Legal Research Methods
Run by School of Law
15.000 Credits or 7.500 ECTS Credits
Organiser: Dr Craig Prescott
Overall aims and purpose
This practical module is designed to develop the necessary legal research skills to support study and research at LLM level. The emphasis will be on the knowledge and skills needed to draft a good quality Masters’ dissertation and research papers. Sessions include an overview and introduction to legal research methods; exploring the planning phase of your dissertation; examining the construction of a literature review and bibliography; training in traditional and empirical legal research methods; using appropriate legal English or Welsh throughout your dissertation, and crafting arguments and persuasive text that is adequately substantiated and referenced.
An indicative list of the topics the module will cover includes;
- using a Law Library,
- essay writing for Masters students,
- legal writing,
- identification and evaluation of sources,
- avoiding plagiarism, referencing correctly, compiling a bibliography,
- planning a dissertation project,
- writing a research proposal,
- identifying a dissertation research question,
- research methodologies,
- doing a literature review.
C- to C+
C- to C+ (50-59%) Present work that addresses one or more substantive topic(s) describe some of the main empirical and/or methodological issues arising from the literature or any other database collected during the course of the research, present an adequate piece of written work with basic bibliographic sources and referencing, and/or oral.
Good: B- to B+ (60-69%) High Standard: Present coherent and competent work, analyse a range of empirical, theoretical and methodological issues as appropriate to the topic studies, provide sound bibliographic support with correct referencing.
A- to A* (70%+) Present highly competent work, display a critical awareness of empirical, theoretical and methodological issues as to topic, should put forward coherent arguments, and demonstrate awareness of contemporary debates with relevant literature. Well organised and thorough bibliographic information.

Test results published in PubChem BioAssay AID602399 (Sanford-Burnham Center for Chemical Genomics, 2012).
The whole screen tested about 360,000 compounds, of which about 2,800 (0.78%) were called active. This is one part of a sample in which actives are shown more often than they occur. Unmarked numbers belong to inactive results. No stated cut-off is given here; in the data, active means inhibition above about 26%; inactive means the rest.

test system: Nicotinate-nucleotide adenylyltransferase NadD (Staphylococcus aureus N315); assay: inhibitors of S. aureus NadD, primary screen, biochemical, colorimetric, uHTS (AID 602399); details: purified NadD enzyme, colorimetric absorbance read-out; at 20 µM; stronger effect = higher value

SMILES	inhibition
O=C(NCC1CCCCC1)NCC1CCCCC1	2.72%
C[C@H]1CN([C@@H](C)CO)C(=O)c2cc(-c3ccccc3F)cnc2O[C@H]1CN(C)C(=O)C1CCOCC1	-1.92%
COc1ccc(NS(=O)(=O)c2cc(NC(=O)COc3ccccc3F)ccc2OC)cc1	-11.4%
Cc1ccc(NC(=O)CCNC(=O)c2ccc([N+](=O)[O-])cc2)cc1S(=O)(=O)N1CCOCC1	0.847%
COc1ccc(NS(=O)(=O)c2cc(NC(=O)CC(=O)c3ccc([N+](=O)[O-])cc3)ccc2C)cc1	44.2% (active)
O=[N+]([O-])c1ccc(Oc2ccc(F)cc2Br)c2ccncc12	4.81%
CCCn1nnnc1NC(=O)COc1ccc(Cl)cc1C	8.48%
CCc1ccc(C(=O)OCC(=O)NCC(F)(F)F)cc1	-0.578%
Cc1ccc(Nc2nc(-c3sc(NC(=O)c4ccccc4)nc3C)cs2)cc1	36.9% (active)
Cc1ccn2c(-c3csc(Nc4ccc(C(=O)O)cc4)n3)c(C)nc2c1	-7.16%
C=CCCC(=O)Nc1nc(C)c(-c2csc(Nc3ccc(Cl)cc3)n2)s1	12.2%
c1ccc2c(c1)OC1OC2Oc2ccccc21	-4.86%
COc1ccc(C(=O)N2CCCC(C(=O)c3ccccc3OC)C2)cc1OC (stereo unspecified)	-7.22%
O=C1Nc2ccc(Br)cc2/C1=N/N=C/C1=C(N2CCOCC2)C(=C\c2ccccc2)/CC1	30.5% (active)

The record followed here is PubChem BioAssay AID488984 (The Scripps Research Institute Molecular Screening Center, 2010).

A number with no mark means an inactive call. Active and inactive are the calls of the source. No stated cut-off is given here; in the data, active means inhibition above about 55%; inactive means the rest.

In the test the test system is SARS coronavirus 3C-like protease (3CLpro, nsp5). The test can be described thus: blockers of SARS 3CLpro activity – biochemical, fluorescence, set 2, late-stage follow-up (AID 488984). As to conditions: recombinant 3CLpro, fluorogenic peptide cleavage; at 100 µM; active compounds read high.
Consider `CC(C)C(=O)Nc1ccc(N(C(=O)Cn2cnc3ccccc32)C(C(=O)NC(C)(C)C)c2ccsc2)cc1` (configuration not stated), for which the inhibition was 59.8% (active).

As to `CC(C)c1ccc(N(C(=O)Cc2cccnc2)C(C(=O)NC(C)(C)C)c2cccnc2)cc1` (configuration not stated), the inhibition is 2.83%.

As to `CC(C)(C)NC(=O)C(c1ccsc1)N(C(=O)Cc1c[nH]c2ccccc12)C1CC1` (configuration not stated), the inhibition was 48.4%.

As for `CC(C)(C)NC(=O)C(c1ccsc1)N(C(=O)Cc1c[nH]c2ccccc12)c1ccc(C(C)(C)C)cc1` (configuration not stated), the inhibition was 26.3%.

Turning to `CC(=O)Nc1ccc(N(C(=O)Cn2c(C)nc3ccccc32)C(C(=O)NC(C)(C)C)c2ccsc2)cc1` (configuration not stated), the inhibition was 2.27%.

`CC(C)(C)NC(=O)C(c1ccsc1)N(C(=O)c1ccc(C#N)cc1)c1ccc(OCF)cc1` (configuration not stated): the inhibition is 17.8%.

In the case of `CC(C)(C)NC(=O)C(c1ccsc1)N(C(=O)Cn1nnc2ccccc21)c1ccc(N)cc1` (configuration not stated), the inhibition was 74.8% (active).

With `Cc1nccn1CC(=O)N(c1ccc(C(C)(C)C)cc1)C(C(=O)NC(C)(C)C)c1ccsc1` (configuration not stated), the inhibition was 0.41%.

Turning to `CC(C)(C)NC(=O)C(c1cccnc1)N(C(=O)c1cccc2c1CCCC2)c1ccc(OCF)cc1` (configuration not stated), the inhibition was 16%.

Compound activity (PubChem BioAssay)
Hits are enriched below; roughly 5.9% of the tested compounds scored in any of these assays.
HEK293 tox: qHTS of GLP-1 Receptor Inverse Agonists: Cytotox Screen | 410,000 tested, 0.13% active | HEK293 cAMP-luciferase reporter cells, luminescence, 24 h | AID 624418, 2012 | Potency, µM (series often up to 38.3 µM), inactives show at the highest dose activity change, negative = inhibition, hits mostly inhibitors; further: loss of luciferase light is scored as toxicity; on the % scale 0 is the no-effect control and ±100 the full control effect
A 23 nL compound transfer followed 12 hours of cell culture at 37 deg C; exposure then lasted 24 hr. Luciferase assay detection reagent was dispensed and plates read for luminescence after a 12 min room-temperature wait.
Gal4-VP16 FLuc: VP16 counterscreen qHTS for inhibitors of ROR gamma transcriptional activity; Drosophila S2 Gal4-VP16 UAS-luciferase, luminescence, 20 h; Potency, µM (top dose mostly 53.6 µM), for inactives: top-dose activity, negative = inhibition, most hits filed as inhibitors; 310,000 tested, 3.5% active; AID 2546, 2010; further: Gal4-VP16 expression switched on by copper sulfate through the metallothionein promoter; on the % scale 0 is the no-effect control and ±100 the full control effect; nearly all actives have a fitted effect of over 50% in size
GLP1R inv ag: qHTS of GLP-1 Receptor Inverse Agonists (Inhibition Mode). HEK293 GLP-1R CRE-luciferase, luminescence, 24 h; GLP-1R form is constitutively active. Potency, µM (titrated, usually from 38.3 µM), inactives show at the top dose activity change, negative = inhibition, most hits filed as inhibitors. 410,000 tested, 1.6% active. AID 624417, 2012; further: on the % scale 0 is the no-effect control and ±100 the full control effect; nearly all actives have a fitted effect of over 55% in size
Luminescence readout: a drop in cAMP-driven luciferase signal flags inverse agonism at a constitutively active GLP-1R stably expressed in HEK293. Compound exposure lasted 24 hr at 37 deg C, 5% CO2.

Show mastery of the skills necessary to effectively submit a dissertation, a research proposal and other forms of legal writing appropriate to postgraduate level by displaying the ability to effectively use legal Welsh and/or English to communicate complex ideas, references sources correctly, and comply with any necessary submission requirements.
Develop a critical understanding of the basic principles of research design and strategy, including formulating researchable questions, enabling students to make appropriate choices for their own research.
Show mastery of the skills required to undertake legal research at the postgraduate level, including the ability to search for sources, critically appraise those sources, and reference those sources accurately.
Show a comprehensive understanding of the skills necessary to write an appropriate research project proposal, including adopting the appropriate research methodology and writing a literature review.